Original Article

Partial Nephrectomy, a Comparison between Different Modalities: A Tertiary Care Center Experience

Ahmed Al Asker1, Abdulmalik Addar2*, Mohammed Alghamdi3, Saud Alawad3, Mohammed Alharbi3, Saeed Bin Hamri1, Nasser Albqami3, Abdullah Alkhayal4, Khaled Alrabeeah4

1Assistant Professor, College of Medicine, King Saud bin Abdulaziz University for Health Sciences, King Abdulaziz Medical City, Division of Urology, King Abdullah International Medical Research Center, Riyadh14611, Saudi Arabia;

2Urology Resident, Department of Urology, McGill University, Montréal, QC, Canada;

3College of Medicine, King Saud bin Abdulaziz University for Health Sciences, King Abdulaziz Medical City, Division of Urology, King Abdullah International Medical Research Center, Riyadh14611, Saudi Arabia;

4Assistant Professer Urology Surgery, College of Medicine, King Saud bin Abdulaziz University for Health Science, King Abdulaziz Medical City, Division of Urology, King Abdullah International Medical Research Center, Riyadh14611, Saudi Arabia


Kidney cancer, with 4% of all malignancies, is one of the most common malignancies occurring among in adults. In Saudi Arabia, kidney cancer comprises 2.3% of all cancers, and its incidence has increased by 33%. Partial nephrectomy (PN) is considered as the gold standard for T1 renal masses.

In this retrospective study, we did a chart review for all patients who underwent PNs between April 2013 and February 2019. Data comprised presentation, tumor size, type of procedure (open vs. laparoscopic vs. robotic), and intra- and post-operative complications. Chi-square, ANOVA, and cross-tabulation were done using SPSS software. P > 0.05 was considered significant. Approval was obtained from the institutional review board of King Abdullah International Medical Research Center.

In all, 69 patients were identified: 26 (37.7%) males and 43 (62.3%) females, with mean age = 54.53 ± 13.21 years; mean body mass index = 32.36 ± 7.03, and mean tumor size = 3.7 ± 1.72 cm. In terms of presentation, most patients (50, 72.4%) presented incidentally as opposed to symptomatic presentation. Of these patients, 18 (26.1%) underwent open partial nephrectomy (OPN), 29 (42%) laparoscopic partial nephrectomy (LPN), and 22 (31.9%) robotic partial nephrectomy (RPN). On comparing minimally invasive surgery (MIS) PN with OPN, we found that OPN had more blood loss and a longer hospital stay but a shorter operating room (OR) time.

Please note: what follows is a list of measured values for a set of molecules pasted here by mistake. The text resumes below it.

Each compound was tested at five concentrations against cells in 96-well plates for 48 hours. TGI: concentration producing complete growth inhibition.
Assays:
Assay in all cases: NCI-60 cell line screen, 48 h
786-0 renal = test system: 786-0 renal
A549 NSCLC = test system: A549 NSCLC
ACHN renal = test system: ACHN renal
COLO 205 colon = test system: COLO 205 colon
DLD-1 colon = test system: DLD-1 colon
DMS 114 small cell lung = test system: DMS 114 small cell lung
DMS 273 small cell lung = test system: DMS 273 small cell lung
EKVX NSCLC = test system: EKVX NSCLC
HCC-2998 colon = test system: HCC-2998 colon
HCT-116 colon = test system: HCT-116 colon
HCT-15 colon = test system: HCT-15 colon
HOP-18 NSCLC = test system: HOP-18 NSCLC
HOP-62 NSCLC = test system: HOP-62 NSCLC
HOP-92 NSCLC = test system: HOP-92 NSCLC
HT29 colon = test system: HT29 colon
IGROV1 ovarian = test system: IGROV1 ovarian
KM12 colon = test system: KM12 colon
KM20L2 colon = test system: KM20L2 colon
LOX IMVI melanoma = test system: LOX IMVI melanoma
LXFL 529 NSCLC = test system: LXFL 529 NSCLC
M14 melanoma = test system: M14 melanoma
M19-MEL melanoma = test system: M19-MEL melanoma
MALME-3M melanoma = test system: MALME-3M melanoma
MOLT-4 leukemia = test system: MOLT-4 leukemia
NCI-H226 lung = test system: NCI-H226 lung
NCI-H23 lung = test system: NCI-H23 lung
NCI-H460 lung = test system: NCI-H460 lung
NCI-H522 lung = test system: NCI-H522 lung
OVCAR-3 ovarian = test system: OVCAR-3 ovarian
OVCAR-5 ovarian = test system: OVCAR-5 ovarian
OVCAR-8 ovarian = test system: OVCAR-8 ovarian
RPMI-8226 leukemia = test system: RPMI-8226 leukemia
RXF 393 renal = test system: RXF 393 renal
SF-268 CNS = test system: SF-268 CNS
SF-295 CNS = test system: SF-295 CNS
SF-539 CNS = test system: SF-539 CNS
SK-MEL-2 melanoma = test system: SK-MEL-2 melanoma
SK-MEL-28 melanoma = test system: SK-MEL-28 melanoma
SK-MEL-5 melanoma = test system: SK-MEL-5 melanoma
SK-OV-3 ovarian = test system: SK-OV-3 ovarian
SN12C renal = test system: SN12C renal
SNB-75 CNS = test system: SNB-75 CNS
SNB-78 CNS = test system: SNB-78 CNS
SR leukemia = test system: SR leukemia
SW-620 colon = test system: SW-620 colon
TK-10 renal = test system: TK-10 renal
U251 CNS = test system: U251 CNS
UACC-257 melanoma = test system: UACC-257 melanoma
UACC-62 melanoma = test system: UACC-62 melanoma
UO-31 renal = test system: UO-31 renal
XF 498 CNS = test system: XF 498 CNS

Results of PN irrespective of the procedure type, whether it was OPN, LPN, or RPN, were similar if performed by experienced surgeons. However, open procedures involved a higher blood loss, more operative time, and longer hospital stay when compared with minimally invasive techniques.

Key words: partial nephrectomy, robotic surgrey, nephron sparing, ischemia time

Received: 8 March 2021; Accepted after Revision: 27 May 2021; Published: 17 June 2021

Corresponding author: Abdulmalik Addar, Urology resident, Department of Urology, McGill University, Montréal, QC, Canada. E-mail:

How to cite: Asker AA et al. Partial Nephrectomy, a Comparison between Different Modalities: A Tertiary Care Center Experience. J Kidney Cancer VHL. 2021; 8(2): 34–39


Copyright: Asker AA et al.

License: This open access article is licensed under Creative Commons Attribution 4.0 International (CC BY 4.0).


In managing organ-confined tumors, radical resection has been the preferred management. In renal cell carcinoma (RCC), radical nephrectomy was the gold standard in approaching solid renal masses. However, with the development of minimally invasive surgery (MIS), laparoscopic and robotic approaches have been used for treating RCC (1). Nephron sparing surgery, partial nephrectomy (PN), has emerged in treating solid renal masses of 4–7 cm in diameter or clinical T1a and T1b renal masses. According to current guidelines of the American Urological Association and European Urological Association, PN is the standard of care for small renal masses, with robotic partial nephrectomy (RPN) and laparoscopic partial nephrectomy (LPN) being valid MIS options (24). PN has the advantage of preserving renal function, and thus decreasing the risk of developing metabolic and cardiovascular disorders (5).